HS5.3Advances in socio-hydrology
|Convener: Saket Pande | Co-Conveners: Murugesu Sivapalan , Britta Höllermann , Giuliano Di Baldassarre , Marcus Nüsser , Alberto Viglione|
The session aims to reconcile socio-hydrology with other fields such as hydro-sociology, hydro-economics and integrated water resources management. Concepts dealing with human-water relations such as waterscapes, hydro-social cycle, water governance or hydroinformatics already explore the linkages and feedbacks between the natural and social systems. However, the perspectives and research approaches on these human-water relations, e.g. positivist thinking common in natural and engineering sciences and constructivist thinking common in social sciences, differ with respect to the disciplines. Mutual recognition of the different epistemologies, concepts, actors, stakeholders and methods, and acknowledging the multiple meanings and alternative framings of the human-water system is a prerequisite for a productive exchange.
Socio-hydrology proposes to understand coupled human-water systems by conceptualizing its components to be dynamically connected by bi-directional feedbacks. Examples of such feedbacks include economic forces such as agricultural or industrial production, diffusion or adoption of technology and knowledge such as water harvesting, community awareness such as emergence of environmental movements, values and norms etc. The session therefore aims to trigger a discourse on understanding such systems at a diversity of scales. We welcome contributions from researchers from social and natural sciences who are keen to look beyond their research perspective and who like to discuss their research findings in relation to other approaches.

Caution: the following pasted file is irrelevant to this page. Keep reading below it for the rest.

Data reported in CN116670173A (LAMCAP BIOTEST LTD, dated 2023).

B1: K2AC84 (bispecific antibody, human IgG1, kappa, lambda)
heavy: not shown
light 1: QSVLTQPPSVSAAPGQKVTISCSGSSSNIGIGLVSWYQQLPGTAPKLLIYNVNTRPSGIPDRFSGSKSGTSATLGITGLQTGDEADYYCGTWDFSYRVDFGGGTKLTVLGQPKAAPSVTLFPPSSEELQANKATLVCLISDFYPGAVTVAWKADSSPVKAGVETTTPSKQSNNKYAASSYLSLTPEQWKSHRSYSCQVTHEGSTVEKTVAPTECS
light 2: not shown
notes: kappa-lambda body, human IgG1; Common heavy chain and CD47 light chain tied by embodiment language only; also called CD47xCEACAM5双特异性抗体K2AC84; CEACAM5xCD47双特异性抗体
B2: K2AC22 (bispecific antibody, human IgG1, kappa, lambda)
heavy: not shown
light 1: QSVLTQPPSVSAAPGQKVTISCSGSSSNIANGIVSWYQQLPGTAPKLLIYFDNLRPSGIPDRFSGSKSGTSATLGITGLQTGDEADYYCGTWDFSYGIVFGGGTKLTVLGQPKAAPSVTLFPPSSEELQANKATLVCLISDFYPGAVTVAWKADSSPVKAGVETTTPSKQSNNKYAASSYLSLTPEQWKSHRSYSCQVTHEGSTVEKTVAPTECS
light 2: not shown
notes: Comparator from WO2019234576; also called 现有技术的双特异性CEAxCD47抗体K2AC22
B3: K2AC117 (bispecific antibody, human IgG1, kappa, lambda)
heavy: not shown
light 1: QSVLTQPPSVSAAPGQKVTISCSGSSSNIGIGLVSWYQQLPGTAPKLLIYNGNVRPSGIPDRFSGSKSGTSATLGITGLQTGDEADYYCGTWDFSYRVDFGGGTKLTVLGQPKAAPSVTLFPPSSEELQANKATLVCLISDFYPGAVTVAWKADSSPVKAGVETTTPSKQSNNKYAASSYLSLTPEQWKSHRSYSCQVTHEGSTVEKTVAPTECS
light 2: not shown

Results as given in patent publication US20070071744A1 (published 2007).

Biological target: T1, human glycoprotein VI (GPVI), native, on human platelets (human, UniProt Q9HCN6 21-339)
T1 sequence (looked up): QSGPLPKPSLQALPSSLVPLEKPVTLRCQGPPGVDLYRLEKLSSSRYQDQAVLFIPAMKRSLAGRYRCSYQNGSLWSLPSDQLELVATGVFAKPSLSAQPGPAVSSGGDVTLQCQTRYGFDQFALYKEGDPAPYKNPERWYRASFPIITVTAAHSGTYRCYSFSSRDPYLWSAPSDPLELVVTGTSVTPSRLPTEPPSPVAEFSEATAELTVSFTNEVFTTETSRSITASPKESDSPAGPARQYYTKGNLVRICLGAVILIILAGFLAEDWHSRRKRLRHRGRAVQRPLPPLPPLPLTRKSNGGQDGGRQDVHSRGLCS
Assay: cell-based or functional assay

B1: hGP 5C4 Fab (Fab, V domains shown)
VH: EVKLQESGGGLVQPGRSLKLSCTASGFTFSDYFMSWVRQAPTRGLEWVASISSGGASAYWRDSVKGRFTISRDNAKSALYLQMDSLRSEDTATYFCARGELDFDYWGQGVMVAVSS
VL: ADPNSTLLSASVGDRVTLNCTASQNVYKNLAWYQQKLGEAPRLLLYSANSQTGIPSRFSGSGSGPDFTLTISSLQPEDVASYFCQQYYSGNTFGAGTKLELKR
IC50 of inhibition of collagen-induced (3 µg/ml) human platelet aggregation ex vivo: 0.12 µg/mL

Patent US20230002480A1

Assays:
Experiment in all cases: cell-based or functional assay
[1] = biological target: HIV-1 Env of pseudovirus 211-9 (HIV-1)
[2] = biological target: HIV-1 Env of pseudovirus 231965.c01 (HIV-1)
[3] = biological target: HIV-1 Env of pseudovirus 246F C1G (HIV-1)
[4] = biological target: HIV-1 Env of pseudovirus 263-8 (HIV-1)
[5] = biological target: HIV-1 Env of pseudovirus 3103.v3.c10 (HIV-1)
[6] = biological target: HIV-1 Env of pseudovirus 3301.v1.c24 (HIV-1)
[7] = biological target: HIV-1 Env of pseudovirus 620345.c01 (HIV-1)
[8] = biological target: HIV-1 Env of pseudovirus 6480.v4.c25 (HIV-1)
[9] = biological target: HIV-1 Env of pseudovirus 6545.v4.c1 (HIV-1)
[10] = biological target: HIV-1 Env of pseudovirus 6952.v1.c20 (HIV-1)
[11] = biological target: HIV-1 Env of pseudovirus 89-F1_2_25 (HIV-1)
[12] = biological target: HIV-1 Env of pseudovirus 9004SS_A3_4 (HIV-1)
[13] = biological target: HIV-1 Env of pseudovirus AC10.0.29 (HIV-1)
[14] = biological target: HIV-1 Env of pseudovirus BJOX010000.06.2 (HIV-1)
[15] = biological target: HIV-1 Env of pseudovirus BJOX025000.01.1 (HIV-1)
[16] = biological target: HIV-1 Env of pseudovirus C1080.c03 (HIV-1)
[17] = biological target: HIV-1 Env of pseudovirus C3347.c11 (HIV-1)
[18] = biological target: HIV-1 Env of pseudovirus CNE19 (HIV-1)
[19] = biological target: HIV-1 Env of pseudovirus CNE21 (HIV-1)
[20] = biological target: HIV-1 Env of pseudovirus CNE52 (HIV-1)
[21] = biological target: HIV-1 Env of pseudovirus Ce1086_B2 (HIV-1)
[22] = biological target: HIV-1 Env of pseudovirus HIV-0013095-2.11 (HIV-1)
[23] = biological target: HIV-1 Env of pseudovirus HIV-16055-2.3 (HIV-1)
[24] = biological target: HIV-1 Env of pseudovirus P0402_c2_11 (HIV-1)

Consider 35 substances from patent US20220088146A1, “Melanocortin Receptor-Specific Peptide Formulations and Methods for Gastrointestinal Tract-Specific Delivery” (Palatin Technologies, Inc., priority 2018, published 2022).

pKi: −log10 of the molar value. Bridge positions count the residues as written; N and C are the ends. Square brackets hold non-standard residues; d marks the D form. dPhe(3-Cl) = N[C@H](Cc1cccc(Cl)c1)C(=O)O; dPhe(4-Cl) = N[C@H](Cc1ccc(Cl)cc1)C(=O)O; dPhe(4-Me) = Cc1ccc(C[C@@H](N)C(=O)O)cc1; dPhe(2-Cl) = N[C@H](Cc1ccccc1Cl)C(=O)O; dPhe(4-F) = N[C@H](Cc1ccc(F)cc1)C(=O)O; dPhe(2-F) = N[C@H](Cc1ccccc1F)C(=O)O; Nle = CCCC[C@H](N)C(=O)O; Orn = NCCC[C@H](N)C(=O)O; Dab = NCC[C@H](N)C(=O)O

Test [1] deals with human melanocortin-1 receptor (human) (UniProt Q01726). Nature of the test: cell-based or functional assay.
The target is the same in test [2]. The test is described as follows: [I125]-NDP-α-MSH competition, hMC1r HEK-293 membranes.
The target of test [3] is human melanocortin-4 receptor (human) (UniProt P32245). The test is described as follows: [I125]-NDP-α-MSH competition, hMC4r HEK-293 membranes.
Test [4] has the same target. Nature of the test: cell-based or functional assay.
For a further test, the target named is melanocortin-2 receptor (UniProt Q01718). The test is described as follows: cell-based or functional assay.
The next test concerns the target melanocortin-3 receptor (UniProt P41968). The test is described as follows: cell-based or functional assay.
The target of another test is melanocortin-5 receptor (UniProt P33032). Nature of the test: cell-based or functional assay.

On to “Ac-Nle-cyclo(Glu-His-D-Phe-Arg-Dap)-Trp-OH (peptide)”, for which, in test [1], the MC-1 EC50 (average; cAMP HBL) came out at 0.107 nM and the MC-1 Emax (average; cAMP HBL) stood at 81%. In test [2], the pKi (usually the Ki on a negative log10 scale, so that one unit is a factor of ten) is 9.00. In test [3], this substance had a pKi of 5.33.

Abstracts are solicited on topics that deal with planetary water boundary concepts, integrated assessment models (IAMs), water history and archaeology, sustainability of engineered river basins, water valuation (both monetary and non-monetary), urbanizing deltas etc with a focus on understanding feedbacks between human society and their environment and/or simulating plausible co-evolutionary dynamics that emerges into the future. Resulting policy insights for a sustainable future are equally welcomed. Coupled systems can be human-flood systems, human-infrastructure systems, human-irrigation systems, human-agricultural systems, human-delta systems etc. Papers of theoretical, conceptual or applied nature are solicited that 1) contribute to the understanding of complex human-water relations and their management, and that 2) discuss the benefits and shortcomings based on empirical, conceptual or model-based research and disciplinary perspective.
This session is jointly developed with the framework of the Panta Rhei Research Initiative of the International Association of Hydrological Sciences (IAHS) under the working group of “Socio-hydrological modeling and synthesis”.